Failure to use the right oil, use proper filtration, or observe proper changing intervals can affect the performance of even the best motor oil. It is also worth noting that some manufacturers have gone to shorter intervals and requiring fully synthetic oils (Group 4 or 5) due to litigation surrounding sludge formation and failed engines as a result of factory recommended long drain intervals, so drain interval recommendations are often in a state of flux. Based off of extremely long drain intervals recommended by most European manufacturers, some in excess of 30,000 mi at some point in recent history. Most users have found it best to reduce those intervals by half or even a quarter. Porsche over the last decade has had intervals ranging from 12,000 to 24,000 miles and up to 2 years. Based on UOAs provided to us by our customers, new Porsche owners should consider reducing their drain intervals to no more than six months or 5,000 mi. On newer water cooled models prone to IMS failures, some shops even recommend changing your oil every three months or 3,000 mi allowing for early detection of a failing IMS bearing. Also, remember, Porsche drain intervals are based off a fill of min. 10 quarts, so engines with smaller sumps have to run shorter drain intervals! Cars that have less oil volume can benefit from more frequent oil changes.


Vehicles that are driven spirited or on the track, subject to sustained high oil temperatures or RPMs should have their oil changed more frequently or in the case of cars used at the track, the oil should be changed after every event (or every other event). Likewise, vehicles subjected to very short drives or sustained operation in heavy traffic should indeed be serviced more often. Vehicles not driven often but driven hard a few times a year can probably go a year between oil changes as long as the oil is changed before the car is put away for winter for storage. Regular used oil analysis is the best way to determine ideal drain intervals for your driving habits – one good rule of thumb I have seen quoted is to change the oil with the TBN (total base number) is reduced by 50% of the original total (requiring you to also know your oil’s virgin TBN). Another common recommendation is to change the oil once it’s TAN (total acid number) equals the TBN. Other factors to consider are fuel dilution and shearing out of grade when determining your drain interval. With this knowledge in hand, using a quality motor oil with proper filtration and regular service is the best thing to do for your engine and to protect your investment.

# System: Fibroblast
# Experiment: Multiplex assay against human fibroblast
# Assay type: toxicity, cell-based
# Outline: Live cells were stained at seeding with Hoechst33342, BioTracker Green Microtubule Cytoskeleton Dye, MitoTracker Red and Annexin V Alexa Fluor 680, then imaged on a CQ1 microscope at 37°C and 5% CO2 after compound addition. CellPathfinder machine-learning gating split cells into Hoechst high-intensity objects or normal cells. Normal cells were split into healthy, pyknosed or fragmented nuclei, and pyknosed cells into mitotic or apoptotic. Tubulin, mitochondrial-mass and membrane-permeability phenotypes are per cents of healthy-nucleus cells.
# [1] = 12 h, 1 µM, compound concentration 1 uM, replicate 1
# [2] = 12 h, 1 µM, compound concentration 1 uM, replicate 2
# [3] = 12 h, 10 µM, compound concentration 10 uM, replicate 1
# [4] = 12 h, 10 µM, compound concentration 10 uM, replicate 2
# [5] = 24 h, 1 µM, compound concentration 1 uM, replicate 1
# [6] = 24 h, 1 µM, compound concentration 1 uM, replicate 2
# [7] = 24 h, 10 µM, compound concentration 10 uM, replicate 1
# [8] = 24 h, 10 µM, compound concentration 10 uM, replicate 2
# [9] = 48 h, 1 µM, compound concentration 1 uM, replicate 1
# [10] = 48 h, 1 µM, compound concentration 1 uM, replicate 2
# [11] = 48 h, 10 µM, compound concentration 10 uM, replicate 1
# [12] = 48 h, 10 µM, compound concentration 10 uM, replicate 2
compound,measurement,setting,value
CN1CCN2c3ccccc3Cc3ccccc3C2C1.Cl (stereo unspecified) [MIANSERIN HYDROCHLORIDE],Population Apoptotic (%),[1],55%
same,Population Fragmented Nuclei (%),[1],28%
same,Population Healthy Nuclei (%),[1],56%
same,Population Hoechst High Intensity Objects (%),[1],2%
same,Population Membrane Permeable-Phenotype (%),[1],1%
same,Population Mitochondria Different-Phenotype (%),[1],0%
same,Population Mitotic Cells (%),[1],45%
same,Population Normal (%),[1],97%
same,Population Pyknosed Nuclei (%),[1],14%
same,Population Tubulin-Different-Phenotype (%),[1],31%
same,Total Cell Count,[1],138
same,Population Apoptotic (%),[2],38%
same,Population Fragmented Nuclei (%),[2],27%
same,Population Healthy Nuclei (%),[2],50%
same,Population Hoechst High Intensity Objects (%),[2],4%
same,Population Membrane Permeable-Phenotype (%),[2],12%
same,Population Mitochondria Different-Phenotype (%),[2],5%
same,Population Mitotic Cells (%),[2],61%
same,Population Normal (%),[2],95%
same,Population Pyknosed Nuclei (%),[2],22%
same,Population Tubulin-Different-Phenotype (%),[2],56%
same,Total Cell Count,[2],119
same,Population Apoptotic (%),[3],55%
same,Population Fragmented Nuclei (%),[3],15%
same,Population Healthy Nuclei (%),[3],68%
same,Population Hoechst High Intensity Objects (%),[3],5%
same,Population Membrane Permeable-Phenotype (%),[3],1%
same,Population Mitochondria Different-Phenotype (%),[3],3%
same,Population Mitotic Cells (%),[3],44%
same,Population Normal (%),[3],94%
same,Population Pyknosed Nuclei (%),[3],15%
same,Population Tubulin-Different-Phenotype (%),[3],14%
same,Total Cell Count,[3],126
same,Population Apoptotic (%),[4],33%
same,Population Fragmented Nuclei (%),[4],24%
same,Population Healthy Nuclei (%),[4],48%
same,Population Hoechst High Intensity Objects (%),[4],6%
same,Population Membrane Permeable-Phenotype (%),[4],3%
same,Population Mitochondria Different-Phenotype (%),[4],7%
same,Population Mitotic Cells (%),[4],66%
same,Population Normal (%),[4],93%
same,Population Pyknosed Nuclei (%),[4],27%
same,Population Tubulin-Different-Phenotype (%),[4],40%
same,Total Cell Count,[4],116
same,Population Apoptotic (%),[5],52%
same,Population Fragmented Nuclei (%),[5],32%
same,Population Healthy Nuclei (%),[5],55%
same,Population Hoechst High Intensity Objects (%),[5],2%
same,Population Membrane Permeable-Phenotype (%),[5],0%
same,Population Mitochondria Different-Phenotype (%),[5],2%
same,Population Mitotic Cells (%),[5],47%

Any information you may receive related to this web site is provided merely as friendly suggestions, not as expert opinion, testimony or advice. Neither LN Engineering nor Charles Navarro endorses or sponsors any information, products or methodologies you may find herein. – Sorry for the legal mumbo-jumbo!